Owen Smith: I would push the nuclear button

Posted On: 
20th July 2016

Labour leadership hopeful Owen Smith has said he would be prepared to authorise the use of Britain’s nuclear weapons

Owen Smith at the Labour party conference
PA Images

As he set out his platform to party members, Mr Smith also said he would offer Jeremy Corbyn the post of Labour president if he deposed him as leader, and hit back at “lies” about his views on the National Health Service.

He emerged as the anti-Corbyn “unity candidate” last night when Angela Eagle announced she was dropping her candidacy.

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Mr Smith has been careful not to attack Mr Corbyn on policy issues, but one dividing line has been his support for the Trident nuclear deterrent.

He backed a government motion supporting renewal of the system on Monday, while Mr Corbyn opposed it – and spoke out against Labour’s official policy in favour of Trident.

Speaking this morning, Mr Smith said that as Prime Minister he would launch a nuclear attack if the circumstances dictated.

“Yes, is the unfortunate answer to that,” he told ITV’s Good Morning Britain.

“If you are serious about defence and serious about having a nuclear deterrent then you have to be prepared to do that.”

In the House of Commons on Monday, Mr Corbyn said he would never authorise such a strike, adding that he did not believe “the threat of mass murder is a legitimate way of going about international relations”.

Prime Minister Theresa May, however, responded with a blunt “yes” when she was challenged by the SNP on the same issue.

“The whole point of a deterrent is that our enemies need to know that we would be prepared to use it,” she said.


Mr Smith’s past employment at pharmaceutical giant Pfizer has come under scrutiny since his candidacy was announced.

Allies of Mr Corbyn have attacked the Pontypridd MP for putting his name to a press release in 2005 which said that “that choice is a good thing and... patients and healthcare professionals should be at the heart of developing the agenda” for the health service.

The unnamed sources told The Times Mr Smith was the “Blair-lite” candidate in the race.

Mr Smith said this morning that any suggestion he was backing more market involvement in the NHS was untrue.  

“That is the allegation, but it’s clearly a lie, let’s be blunt,” he said.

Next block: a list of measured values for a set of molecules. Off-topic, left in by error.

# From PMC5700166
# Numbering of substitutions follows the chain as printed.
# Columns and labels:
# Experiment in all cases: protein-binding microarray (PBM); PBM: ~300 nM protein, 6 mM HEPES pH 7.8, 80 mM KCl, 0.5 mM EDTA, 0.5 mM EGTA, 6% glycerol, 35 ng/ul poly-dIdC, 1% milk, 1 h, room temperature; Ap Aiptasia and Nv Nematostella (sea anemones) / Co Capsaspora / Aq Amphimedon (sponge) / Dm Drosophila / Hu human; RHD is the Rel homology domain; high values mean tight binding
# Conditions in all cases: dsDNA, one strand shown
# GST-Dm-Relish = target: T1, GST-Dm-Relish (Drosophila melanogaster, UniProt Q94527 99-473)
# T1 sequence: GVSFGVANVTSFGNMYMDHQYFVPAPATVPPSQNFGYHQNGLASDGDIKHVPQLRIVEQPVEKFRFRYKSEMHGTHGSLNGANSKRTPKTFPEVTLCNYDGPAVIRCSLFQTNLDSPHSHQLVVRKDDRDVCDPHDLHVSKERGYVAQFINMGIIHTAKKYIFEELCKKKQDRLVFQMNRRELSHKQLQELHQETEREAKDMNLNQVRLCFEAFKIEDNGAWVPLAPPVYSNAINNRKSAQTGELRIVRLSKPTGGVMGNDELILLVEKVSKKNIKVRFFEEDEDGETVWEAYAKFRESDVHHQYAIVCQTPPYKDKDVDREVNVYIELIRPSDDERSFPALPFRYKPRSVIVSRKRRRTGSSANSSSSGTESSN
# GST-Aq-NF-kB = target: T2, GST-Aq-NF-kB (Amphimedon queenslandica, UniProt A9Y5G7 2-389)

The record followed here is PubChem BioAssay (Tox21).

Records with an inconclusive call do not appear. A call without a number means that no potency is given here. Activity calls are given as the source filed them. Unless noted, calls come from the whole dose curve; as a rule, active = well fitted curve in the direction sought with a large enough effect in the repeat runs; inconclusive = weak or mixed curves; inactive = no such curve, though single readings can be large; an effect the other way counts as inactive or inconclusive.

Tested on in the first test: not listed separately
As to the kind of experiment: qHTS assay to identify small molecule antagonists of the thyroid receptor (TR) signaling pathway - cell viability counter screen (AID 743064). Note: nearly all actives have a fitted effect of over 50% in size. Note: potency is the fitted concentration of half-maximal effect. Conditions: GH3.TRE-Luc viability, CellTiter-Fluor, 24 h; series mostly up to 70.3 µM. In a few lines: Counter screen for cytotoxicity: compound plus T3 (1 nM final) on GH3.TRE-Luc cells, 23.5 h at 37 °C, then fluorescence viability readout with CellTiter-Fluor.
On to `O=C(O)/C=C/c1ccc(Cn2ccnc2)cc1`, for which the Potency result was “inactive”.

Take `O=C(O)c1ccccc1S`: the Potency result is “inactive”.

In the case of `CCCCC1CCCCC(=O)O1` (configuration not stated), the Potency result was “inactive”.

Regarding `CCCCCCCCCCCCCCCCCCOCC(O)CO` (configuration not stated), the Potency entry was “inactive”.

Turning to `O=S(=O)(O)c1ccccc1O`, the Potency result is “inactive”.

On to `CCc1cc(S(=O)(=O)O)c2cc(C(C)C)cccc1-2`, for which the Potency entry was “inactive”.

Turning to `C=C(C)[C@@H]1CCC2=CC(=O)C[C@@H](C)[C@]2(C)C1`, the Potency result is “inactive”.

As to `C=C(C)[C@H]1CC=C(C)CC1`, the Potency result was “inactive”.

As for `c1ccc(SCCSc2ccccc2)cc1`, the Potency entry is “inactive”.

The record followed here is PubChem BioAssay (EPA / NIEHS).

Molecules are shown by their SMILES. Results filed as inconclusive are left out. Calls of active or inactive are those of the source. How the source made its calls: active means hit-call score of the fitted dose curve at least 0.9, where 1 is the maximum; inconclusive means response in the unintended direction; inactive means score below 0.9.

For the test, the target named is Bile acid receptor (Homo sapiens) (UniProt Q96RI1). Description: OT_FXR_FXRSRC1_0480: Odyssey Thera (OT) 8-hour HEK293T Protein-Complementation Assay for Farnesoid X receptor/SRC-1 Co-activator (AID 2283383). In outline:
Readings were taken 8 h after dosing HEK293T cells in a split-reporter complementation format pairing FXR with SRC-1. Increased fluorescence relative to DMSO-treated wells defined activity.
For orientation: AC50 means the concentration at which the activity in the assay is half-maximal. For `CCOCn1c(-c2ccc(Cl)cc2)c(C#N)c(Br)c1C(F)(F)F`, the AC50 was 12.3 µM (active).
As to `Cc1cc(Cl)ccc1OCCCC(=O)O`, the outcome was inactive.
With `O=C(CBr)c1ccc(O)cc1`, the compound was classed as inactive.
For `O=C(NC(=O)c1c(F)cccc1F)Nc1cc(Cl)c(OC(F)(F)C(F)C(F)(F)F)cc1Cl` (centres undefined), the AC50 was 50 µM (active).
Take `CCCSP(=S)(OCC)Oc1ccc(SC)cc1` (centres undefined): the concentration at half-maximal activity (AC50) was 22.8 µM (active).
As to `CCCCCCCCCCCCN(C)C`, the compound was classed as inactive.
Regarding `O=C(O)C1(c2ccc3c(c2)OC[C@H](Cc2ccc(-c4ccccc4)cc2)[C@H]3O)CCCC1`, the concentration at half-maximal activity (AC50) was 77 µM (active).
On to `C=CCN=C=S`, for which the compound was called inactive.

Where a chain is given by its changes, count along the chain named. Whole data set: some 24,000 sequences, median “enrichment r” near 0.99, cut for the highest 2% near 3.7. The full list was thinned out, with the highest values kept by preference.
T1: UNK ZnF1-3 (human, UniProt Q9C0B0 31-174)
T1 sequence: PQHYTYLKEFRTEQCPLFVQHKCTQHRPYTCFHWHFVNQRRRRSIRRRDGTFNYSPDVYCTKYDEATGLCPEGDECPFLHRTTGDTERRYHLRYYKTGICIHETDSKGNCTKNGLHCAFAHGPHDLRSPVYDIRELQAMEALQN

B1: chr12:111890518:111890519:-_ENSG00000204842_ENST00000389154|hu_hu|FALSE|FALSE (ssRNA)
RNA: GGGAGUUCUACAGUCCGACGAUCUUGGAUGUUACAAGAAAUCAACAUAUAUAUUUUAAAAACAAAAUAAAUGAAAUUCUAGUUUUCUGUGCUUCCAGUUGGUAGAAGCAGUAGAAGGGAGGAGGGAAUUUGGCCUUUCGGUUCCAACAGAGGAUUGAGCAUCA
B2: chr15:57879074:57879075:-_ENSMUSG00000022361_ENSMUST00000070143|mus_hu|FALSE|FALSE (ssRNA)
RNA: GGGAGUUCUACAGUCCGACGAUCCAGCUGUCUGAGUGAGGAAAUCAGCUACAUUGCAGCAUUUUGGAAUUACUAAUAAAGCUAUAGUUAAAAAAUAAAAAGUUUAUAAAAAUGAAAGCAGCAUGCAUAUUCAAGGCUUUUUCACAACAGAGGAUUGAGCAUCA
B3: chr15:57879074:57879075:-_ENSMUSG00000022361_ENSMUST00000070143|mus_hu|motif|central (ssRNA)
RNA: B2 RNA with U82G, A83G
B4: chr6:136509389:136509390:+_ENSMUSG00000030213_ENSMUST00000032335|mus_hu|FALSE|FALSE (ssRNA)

“Of course it’s a lie. I believe in a 100% publicly-owned NHS free at the point of use, I always have done.”

He rebuked the last Labour administration for giving cover to the Conservatives to push private provision further in the NHS.

“In hindsight my view is that we opened the door to the current government to step from that into a real attempt to marketise and privatise the NHS, using the language of the last Labour government, the language of choice as a Trojan horse to argue for privatisation. But I want to be completely clear with you: I have never advocated the privatisation of the NHS.”


Mr Smith quit his frontbench post of Shadow Work and Pensions Secretary as part of a wave of Labour resignations to try to force Mr Corbyn out.

He said he had urged Mr Corbyn to stand aside and take up a symbolic post of party president or chairman – an offer he promised to extend again if he was victorious in the leadership contest.

“Jeremy has a way of communicating that many of our members find very appealing,” Mr Smith told the Today programme.

“Jeremy has great Labour values and Jeremy has still got a lot to say for the Labour party. But I don’t think Jeremy is a leader, I don’t think he’s a leader in Parliament but I do think he’s got a lot to say for Labour and I would absolutely want him to take a role like president or chairman.”

He also said current plans for three head-to-head hustings between him and Mr Corbyn over the course of the summer were inadequate. 

Likening himself to the "Duracell bunny", he declared: "I want to debate with Jeremy in every town, every village hall, every city in Britain."